Another advantage of these inexpensive tarps is that you can keep a supply of them at the station. When you use some at an incident, you can easily replace them on returning to the station without having to run for a few days without any tarps on your rig.

Another variation of this concept is even less expensive. Buy a roll of plastic sheeting, and cut it into appropriate tarp sizes. Fold them, tape the folded ends together, and label them with their sizes.

Such tarp substitutes are lighter and more waterproof than the vinyl tarps, use much less storage space, and are less expensive. Like the plastic tarps, they can be used and left at the scene. After you use them, return to the station, grab some more from storage, and your rig inventory is back up to where it should be. Another advantage of both of these tarp substitutes is that their light weight allows them to be placed over anything without damaging whatever they are supposed to be protecting. And, if they should get damaged by a burning ember or sharp edge, there’s no harm done.

• • •

Help us make everybody operate better and more safely. Got a trick you want to share? Take a look around your fire department; you are guaranteed to find some homegrown tricks. They must be safe; make a task better, safer, or easier; not void any warranty; and not have been published in a book. E-mail them to dkwalsh@optonline.net. Published items will include credit.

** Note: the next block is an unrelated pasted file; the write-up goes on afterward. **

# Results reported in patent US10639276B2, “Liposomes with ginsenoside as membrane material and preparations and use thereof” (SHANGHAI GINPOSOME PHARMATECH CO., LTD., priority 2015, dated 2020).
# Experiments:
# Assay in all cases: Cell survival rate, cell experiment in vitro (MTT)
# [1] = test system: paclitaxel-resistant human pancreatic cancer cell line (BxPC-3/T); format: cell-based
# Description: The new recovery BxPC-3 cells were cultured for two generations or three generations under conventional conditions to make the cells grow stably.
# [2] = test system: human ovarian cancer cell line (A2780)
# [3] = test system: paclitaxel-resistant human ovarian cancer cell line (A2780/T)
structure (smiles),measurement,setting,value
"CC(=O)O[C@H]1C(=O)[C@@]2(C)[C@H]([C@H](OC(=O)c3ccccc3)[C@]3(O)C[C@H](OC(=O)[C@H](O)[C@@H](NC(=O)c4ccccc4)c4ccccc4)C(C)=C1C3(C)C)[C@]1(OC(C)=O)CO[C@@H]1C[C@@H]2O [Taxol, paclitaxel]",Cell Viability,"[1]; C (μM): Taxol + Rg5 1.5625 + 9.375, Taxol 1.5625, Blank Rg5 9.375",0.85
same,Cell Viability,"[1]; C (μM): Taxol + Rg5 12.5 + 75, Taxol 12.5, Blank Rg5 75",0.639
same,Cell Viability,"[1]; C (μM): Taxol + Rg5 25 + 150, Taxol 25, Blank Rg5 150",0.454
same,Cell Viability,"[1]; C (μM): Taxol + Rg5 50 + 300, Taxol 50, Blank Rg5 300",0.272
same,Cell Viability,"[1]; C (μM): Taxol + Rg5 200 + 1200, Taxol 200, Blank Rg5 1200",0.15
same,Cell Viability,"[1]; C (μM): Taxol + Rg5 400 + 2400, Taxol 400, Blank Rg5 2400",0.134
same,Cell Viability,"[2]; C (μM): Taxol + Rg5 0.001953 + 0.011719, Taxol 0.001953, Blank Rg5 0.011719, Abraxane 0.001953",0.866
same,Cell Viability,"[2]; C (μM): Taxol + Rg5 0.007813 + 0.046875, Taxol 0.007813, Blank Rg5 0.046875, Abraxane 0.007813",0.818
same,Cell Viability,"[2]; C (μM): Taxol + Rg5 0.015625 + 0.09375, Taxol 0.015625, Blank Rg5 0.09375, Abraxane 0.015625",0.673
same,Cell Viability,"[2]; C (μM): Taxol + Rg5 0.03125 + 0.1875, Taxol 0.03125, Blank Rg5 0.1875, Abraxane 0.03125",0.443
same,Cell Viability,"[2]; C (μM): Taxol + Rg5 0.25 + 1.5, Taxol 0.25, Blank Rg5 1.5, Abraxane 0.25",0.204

DAVE WALSH is a 34-year veteran of the fire service and the program chairperson for the fire science program at Dutchess Community College in Poughkeepsie, New York. He served 27 years as a career firefighter with the Arlington Fire District in Poughkeepsie, where he was the municipal training officer for 19 years. He is a nationally certified fire instructor II, a New York State fire instructor, and an adjunct instructor for the New York State Emergency Management Office. Walsh has a bachelor’s degree in business administration from Marist College and a bachelor’s degree in fire science from Empire State College.

No posts to display